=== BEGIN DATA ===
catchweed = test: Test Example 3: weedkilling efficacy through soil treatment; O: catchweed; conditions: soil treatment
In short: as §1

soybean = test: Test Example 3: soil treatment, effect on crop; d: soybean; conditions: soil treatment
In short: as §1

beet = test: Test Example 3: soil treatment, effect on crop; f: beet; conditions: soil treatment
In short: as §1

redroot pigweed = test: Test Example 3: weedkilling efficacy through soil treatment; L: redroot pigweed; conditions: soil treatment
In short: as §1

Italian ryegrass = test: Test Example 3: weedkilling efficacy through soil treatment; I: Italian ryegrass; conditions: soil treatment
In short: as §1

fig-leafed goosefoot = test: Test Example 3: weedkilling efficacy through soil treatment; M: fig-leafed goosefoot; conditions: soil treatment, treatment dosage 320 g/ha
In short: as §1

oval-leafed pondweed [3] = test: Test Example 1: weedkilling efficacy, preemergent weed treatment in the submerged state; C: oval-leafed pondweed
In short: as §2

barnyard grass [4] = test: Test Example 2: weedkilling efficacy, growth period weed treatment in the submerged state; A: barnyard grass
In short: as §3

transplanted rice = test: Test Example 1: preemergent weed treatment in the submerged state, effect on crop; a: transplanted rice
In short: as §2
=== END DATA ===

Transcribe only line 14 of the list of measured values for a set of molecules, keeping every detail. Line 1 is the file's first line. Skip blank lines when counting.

In short: as §2